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Pompeii - While Vesuvius Erupts

In his second letter (6.20), Pliny the Younger describes what he heard, and saw, after he and his mother left his uncle's villa.  Among other things, he observed scared and shrieking people who faced certain homelessness and possible death as a result of the disaster:

Ashes were already falling, not as yet very thickly. I looked round: a dense black cloud was coming up behind us, spreading over the earth like a flood. "Let us leave the road while we can still see," I said, "or we shall be knocked down and trampled underfoot in the dark by the crowd behind." We had scarcely sat down to rest when darkness fell, not the dark of a moonless or cloudy night, but as if the lamp had been put out in a closed room.

You could hear the shrieks of women, the wailing of infants, and the shouting of men; some were calling their parents, others their children or their wives, trying to recognize them by their voices. People bewailed their own fate or that of their relatives, and there were some who prayed for death in their terror of dying. Many besought the aid of the gods, but still more imagined there were no gods left, and that the universe was plunged into eternal darkness for evermore.

There were people, too, who added to the real perils by inventing fictitious dangers: some reported that part of Misenum had collapsed or another part was on fire, and though their tales were false they found others to believe them.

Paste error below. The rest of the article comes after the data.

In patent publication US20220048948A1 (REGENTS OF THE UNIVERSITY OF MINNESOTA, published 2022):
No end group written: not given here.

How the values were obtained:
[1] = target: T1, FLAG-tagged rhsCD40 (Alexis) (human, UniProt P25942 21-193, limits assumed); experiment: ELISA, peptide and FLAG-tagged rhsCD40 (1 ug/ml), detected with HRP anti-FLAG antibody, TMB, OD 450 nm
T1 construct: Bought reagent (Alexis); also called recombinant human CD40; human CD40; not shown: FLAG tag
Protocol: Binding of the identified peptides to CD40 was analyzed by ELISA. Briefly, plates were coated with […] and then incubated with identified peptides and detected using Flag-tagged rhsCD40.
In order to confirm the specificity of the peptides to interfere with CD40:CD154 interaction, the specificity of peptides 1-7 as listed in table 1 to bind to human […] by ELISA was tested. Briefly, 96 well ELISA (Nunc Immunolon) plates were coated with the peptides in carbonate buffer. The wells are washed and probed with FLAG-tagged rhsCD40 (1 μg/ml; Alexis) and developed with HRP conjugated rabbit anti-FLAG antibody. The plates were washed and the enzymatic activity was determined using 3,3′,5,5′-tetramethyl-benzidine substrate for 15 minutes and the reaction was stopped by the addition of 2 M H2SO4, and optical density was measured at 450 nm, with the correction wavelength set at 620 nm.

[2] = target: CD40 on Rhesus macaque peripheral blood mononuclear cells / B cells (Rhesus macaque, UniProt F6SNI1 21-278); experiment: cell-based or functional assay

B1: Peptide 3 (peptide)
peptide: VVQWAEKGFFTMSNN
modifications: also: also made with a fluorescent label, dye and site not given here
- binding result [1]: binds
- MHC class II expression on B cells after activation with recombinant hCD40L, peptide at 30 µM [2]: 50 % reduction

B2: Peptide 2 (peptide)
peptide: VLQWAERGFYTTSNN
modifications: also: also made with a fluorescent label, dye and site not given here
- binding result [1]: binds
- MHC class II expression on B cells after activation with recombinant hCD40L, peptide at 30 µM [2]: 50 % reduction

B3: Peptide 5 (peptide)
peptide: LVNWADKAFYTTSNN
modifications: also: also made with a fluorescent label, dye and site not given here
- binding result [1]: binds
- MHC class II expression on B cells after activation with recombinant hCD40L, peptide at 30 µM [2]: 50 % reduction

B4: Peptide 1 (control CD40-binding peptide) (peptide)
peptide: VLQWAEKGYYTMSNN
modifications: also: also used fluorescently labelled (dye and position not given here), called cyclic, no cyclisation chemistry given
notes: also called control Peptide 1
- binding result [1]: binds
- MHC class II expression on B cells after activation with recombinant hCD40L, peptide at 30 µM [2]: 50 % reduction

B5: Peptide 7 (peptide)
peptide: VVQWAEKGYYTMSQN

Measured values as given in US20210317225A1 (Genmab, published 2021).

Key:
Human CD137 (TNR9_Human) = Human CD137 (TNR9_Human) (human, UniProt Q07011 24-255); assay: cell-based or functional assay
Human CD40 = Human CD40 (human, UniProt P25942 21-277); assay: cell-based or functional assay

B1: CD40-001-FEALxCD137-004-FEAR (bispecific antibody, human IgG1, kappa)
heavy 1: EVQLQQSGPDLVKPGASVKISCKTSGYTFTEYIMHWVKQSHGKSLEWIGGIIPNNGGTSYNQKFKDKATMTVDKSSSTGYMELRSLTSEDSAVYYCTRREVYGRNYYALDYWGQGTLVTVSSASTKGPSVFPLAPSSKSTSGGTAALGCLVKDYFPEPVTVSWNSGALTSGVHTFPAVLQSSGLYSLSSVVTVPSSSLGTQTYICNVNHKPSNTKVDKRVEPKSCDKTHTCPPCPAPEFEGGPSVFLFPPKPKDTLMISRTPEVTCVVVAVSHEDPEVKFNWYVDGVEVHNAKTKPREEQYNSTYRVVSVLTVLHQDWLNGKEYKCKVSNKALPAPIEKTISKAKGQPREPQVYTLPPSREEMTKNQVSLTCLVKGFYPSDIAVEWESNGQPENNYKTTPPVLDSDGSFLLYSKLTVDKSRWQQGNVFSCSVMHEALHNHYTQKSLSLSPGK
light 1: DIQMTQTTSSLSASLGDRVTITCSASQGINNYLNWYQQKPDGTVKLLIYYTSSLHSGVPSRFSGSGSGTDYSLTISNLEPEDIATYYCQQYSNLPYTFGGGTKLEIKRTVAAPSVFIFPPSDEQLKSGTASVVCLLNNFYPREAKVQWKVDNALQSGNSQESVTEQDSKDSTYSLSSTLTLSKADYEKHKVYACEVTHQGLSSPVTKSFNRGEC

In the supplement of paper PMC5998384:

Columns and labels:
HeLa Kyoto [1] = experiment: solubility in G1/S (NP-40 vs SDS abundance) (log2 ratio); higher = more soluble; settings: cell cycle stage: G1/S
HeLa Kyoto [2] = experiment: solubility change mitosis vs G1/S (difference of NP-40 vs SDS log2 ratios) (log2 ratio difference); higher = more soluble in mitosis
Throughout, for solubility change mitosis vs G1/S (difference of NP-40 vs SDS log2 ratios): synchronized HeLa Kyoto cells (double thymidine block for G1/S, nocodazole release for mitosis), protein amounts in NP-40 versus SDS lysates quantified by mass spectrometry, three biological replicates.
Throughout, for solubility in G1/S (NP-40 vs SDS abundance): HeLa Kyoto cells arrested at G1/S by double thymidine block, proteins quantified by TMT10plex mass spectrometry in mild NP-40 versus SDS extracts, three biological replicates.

A gleam of light returned, but we took this to be a warning of the approaching flames rather than daylight. However, the flames remained some distance off; then darkness came on once more and ashes began to fall again, this time in heavy showers. We rose from time to time and shook them off, otherwise we should have been buried and crushed beneath their weight.

I could boast that not a groan or cry of fear escaped me in these perils, but I admit that I derived some poor consolation in my mortal lot from the belief that the whole world was dying with me and I with it.  (From Pliny's Second Letter to Tacitus, 6.20. Scroll down to LXVI.  See, also Pliny's Letters, beginning at page 17.)

Pliny and his mother survived; thousands of others did not.

See, also:

People of Pompeii

Pompeii and Vesuvius

The Last Day of Pompeii

Final Moments of Pompeii

Death of People in Pompeii

 

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Author: Carole D. Bos, J.D. 5124stories and lessons created

Original Release: Sep 27, 2014

Updated Last Revision: Apr 15, 2015


Media Credits

Clip from "Pompeii:  The Last Day," a docudrama produced by the BBC (in association with TLC/NDR) and co-produced in association with France 2.  Original air date, on BBC One, was October 20, 2003. 

 

Copyright BBC, all rights reserved.  Clip provided here as fair use for educational purposes and to acquaint new viewers with the program.

 

The film is based, in part, on Pliny the Younger's letters about the Vesuvius eruption.  It uses computer-generated images to recreate what the eruption must have been like for the residents of Pompeii.  Online, via BBC's Channel at YouTube.

Written by:    
Edward Canfor-Dumas

Director:    
Peter Nicholson

Narrator:
Alisdair Simpson

Starring:    
Tim Pigott-Smith (Pliny the Elder)
Alex Furguson (Pliny the Younger)
Katherine Whitburn (Julia)
Jim Carter (Polybius)

 

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"Pompeii - While Vesuvius Erupts" AwesomeStories.com. Sep 27, 2014. Oct 21, 2017.
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